9 July 2019, New York – Over 17 million children were estimated to be living in internal displacement triggered by conflict and violence as of the end of 2018, according to new research from the UN Children’s Fund (UNICEF) and the Internal Displacement Monitoring Centre (IDMC).
Two new reports argue that internal displacement deprives children of an education and the long-term opportunities it affords. Access to quality inclusive education, however, brings significant economic, social and health benefits to displaced and host communities alike.
The research will be launched today in New York at the High-Level Political Forum, where States will share progress towards achieving the Sustainable Development Goals (SDGs), with a focus on the education goal.
“Internally displaced children and youth are virtually guaranteed to see their education interrupted, yet dedicated support to minimize these effects, especially during conflicts, is sorely lacking,” said Laurence Chandy, UNICEF Director for Data, Research and Policy.
“All children have the right to education, so Governments should step up to ensure that displaced children have equal access.”
Within the figure of 17 million are more than 6.2 million girls and 6.4 million boys of primary or secondary school age. Most of them live in sub-Saharan Africa, where even non-displaced children often face challenges in accessing quality education. In addition to the 17 million children whose are internally displaced by conflict and violence, millions more are thought to be displaced because of disasters, climate change and other causes. A further 5 million youth, aged between 18 – 24, were also displaced as of the end of 2018.
“The internal displacement of children is a globally overlooked issue,” said Alexandra Bilak, Director of IDMC.
“These children are largely invisible in global and national data collection, which makes it difficult to understand the scale and impacts of the issue; harder still to provide targeted support.”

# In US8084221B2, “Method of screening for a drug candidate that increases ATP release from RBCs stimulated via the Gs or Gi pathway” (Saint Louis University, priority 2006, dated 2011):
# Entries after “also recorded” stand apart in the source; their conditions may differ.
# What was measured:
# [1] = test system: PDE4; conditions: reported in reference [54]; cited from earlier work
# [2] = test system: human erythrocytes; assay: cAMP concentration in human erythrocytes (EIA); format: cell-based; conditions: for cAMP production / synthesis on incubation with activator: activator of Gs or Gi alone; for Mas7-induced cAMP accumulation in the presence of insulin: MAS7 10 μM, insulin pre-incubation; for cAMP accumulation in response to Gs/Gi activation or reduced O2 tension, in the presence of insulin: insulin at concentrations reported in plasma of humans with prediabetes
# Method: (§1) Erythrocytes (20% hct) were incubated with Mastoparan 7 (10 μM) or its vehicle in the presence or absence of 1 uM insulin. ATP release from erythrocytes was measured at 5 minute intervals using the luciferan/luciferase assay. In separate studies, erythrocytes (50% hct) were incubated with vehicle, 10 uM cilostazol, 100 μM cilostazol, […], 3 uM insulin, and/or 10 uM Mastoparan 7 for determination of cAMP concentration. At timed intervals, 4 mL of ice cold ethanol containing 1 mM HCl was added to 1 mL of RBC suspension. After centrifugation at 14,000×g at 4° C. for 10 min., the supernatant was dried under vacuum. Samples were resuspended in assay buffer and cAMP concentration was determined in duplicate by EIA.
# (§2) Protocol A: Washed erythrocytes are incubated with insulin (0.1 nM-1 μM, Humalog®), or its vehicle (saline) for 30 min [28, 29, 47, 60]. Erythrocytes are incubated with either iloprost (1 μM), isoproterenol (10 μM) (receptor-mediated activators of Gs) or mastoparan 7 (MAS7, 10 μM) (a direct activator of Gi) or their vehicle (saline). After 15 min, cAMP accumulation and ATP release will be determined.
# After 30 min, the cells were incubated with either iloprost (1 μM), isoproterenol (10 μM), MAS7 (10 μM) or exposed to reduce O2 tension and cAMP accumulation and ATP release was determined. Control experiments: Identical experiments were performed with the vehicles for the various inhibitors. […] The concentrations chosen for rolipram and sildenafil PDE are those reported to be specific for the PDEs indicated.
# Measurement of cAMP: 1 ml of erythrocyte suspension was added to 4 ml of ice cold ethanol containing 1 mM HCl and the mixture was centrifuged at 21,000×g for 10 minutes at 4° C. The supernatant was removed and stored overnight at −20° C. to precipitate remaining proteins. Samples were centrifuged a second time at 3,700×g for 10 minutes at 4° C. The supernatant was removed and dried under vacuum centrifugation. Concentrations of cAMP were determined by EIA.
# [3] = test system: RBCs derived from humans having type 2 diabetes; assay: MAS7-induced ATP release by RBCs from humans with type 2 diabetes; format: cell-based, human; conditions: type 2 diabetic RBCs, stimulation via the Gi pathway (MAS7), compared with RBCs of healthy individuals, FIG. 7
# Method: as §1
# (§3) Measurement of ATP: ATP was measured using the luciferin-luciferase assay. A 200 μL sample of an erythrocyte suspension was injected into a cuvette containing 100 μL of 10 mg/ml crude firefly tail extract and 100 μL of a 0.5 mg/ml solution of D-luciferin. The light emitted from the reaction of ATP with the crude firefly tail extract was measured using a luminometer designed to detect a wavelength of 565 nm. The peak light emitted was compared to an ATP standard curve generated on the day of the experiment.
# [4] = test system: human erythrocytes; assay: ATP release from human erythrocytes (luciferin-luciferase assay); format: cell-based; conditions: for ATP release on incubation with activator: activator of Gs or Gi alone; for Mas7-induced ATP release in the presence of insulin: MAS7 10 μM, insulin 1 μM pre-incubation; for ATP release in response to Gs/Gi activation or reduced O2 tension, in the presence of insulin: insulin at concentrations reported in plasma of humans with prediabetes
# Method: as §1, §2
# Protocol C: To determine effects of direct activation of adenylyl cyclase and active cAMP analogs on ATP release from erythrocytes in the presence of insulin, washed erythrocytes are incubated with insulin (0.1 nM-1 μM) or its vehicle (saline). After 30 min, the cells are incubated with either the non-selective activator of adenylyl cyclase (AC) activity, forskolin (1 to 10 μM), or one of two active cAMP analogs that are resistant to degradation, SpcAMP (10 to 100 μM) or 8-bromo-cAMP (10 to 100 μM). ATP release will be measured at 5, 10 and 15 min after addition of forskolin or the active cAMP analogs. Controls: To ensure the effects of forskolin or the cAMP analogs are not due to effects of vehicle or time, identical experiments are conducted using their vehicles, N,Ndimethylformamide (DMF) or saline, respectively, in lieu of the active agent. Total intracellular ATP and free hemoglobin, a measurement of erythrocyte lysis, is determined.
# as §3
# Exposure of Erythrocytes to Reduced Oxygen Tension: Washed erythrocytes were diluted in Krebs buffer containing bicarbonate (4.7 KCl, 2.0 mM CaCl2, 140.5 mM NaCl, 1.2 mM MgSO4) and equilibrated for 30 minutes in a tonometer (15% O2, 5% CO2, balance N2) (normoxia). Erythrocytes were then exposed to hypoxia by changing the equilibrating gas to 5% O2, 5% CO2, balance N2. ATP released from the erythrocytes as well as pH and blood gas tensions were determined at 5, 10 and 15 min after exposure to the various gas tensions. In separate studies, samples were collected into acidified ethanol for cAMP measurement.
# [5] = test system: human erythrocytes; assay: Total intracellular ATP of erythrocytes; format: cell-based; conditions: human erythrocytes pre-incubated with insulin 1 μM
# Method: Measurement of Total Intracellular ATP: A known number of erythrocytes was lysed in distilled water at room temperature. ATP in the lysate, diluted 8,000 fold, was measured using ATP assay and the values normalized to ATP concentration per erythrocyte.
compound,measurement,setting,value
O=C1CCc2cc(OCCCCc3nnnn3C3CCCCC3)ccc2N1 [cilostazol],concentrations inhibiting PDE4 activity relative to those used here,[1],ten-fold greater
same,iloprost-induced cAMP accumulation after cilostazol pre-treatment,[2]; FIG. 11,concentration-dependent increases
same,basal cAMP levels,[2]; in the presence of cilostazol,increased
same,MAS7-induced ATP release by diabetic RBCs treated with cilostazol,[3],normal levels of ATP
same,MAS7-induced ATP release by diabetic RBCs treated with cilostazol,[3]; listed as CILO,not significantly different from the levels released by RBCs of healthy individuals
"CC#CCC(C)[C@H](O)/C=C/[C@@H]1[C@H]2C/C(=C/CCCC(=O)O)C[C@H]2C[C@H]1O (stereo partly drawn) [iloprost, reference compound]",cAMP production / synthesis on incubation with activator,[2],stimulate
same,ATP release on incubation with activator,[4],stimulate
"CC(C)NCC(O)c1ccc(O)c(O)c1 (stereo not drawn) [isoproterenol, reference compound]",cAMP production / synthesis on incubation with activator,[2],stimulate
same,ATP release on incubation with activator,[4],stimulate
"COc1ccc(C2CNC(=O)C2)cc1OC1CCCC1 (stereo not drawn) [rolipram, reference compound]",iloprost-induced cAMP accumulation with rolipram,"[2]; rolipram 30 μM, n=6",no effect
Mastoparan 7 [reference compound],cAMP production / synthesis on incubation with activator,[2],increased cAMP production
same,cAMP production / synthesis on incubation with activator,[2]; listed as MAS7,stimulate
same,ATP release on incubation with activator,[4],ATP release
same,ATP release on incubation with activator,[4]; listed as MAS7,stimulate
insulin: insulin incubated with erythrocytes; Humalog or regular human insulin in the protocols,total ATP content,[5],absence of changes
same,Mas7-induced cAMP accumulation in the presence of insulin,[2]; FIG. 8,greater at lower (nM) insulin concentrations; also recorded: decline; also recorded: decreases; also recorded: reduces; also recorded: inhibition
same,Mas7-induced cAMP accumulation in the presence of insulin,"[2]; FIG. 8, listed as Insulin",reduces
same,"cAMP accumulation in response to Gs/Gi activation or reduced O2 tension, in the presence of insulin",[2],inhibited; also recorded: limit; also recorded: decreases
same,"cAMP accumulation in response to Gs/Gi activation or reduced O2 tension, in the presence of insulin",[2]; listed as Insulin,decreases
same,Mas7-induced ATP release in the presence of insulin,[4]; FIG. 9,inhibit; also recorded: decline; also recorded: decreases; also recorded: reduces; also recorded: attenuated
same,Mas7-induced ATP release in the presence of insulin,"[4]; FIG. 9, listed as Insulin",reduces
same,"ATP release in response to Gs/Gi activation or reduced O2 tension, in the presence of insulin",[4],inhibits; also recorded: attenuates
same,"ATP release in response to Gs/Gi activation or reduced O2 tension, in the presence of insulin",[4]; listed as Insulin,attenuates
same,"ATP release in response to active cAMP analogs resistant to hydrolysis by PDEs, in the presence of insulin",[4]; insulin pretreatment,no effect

The reports, entitled ‘Equitable access to quality education for internally displaced children’ and ‘Protecting the rights of internally displaced children in urban settings’, show barriers to education include; persistent insecurity, social tensions, discrimination, a lack of capacity and resources, a lack of access to services and information, financial barriers and missing documentation.
Within a global context of increasing urbanisation, internal displacement is more often taking place in, or being driven to, towns and cities. This presents specific challenges but also opportunities, according to the report.
“Local authorities are key to finding long-term solutions for the displacement of children in urban areas, including investment and policies that specifically address the issue in local and national plans and budgets,” added Alexandra Bilak of IDMC.
Notes to editors:
The Internal Displacement Monitoring Centre (IDMC) is the world's authoritative source of data and analysis on internal displacement. Since its establishment in 1998, as part of the Norwegian Refugee Council (NRC), IDMC has offered a rigorous, independent and trusted service to the international community. Their work informs policy and operational decisions that improve the lives of the millions of people living in internal displacement, or at risk of becoming displaced in the future.
UNICEF works in some of the world’s toughest places, to reach the world’s most disadvantaged children. Across 190 countries and territories, we work for every child, everywhere, to build a better world for everyone.
For more information about UNICEF and its work for children, visit http://www.unicef.org.
For interviews please contact:
Frankie Parrish, Head of Communications, IDMC
Office: + 41 22 552 36 45
Mobile: +41 78 630 16 78
Christopher Tidey, UNICEF New York
Office: +1 917 340 3017,